Syria’s president has outlined a plan to end the country's conflict, starting with a halt to international support to “al Qaeda-linked terrorist groups.” The solution proposes a new constitution and government, as well as national reconciliation.
President Bashar Assad said that his government had never refused a political solution, but would not negotiate with terrorists. He then stressed that the only solution was a Syrian proposal to end the crisis.
“The political solution entails regional and international powers halting their support for armed groups, which will be followed by a halt in our security forces' crackdown against them,” Assad said in his first public address to the people of Syria since June.
He claimed the move would be followed by dialogue with all parties who work in Syria’s interests, in the form of a national conference on the creation of a truce and the drafting of a new constitution to be put to public vote. The charter would form the basis of the new Syrian government.
The final step would be a national reconciliation process, including amnesty for those imprisoned during the crisis.
Assad stated that his government had not yet found any partners willing to back a solution to Syria’s ongoing crisis. However, he did thank Russia, China and Iran for not “interfering in Syrian affairs.”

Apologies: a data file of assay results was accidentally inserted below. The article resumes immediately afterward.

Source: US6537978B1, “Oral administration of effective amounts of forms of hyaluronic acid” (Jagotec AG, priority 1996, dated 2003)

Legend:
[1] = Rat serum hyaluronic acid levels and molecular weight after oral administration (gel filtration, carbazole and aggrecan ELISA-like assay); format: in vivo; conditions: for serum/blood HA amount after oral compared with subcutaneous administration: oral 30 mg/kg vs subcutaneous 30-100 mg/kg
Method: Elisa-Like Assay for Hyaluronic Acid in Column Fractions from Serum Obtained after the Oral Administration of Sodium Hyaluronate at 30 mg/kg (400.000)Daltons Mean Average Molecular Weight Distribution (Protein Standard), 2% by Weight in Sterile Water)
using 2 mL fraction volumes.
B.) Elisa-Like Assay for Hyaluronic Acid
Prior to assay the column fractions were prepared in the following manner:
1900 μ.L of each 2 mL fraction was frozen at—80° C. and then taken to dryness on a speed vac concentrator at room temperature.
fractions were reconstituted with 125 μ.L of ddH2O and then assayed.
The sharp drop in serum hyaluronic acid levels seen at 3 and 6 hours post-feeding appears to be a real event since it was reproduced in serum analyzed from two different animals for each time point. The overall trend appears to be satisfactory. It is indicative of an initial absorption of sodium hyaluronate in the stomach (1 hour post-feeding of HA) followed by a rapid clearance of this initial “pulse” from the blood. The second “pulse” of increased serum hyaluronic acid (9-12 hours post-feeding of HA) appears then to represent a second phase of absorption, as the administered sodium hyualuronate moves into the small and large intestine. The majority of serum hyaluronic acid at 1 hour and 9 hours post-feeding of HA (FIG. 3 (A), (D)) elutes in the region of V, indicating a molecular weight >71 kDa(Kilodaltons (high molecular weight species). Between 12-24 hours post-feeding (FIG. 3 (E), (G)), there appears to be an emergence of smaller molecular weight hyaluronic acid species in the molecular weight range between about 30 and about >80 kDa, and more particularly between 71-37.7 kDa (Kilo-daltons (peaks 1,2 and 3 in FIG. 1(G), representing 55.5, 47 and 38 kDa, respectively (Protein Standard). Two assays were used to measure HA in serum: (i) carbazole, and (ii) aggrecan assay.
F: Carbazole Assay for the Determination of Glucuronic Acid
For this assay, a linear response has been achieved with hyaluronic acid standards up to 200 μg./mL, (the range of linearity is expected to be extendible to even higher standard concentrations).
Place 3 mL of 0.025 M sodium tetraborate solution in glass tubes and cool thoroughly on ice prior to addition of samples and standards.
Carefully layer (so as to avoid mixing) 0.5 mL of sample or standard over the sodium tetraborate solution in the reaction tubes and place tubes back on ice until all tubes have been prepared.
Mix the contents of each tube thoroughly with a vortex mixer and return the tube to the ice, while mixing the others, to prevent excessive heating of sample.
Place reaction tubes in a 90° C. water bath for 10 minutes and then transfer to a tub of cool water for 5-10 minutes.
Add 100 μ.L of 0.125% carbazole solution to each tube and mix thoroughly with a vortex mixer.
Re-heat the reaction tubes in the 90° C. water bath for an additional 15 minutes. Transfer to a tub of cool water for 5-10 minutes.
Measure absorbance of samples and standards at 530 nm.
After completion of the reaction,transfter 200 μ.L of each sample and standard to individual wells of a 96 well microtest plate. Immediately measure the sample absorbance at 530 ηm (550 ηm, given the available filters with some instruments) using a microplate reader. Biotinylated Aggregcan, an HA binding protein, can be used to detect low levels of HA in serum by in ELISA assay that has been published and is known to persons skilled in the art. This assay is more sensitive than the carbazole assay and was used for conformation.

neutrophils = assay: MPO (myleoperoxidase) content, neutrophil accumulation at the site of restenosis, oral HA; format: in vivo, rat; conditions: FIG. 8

He also criticized the Syrian opposition, referring to the rebels as “Western puppets” and “terrorists affiliated with al-Qaeda.”
"We have terrorists who follow the ideology of al-Qaeda. We brothers fight against these people. Most of them are not Syrian… We will teach them a lesson," Assad said.
He called for a national mobilization to fight the “murderous criminals” besieging the country.
"Everyone must defend it… the attack on the entire nation… every citizen who is aware… and refusing to join solutions is taking the nation backwards," he said.
Reaction from the international community followed Assad’s speech almost instantaneously with the nascent opposition group the National Coalition dismissing it as an attempt to thwart diplomatic solutions to the conflict.
While Britain’s Foreign Secretary William Hague described Assad’s words as “beyond hypocritical” and said that his “empty promises would not fool anyone.”
The European Union said that it was time for the Syrian leader to step down following the speech.
Assad gave his speech in Damascus’ central opera house to a throng of staunch supporters, who punctuated his speech with cheers of encouragement.
The Syrian leader was mobbed by exultant supporters after the speech.
"With blood and soul we sacrifice for you, O Bashar!" the crowd chanted following the speech.
According to figures collated by the UN, at least 60,000 people have been killed in the Syrian conflict since it began 21 months ago.
The UN-Arab League peace envoy to Syria, Lakhdar Brahimi, is pushing for a transitional government, one ambiguous on the question of Assad's future role. Opposition groups have demanded the immediate resignation of the Syrian leader.
Watch Assad being mobbed by a throng of exultant supporters after the rare speech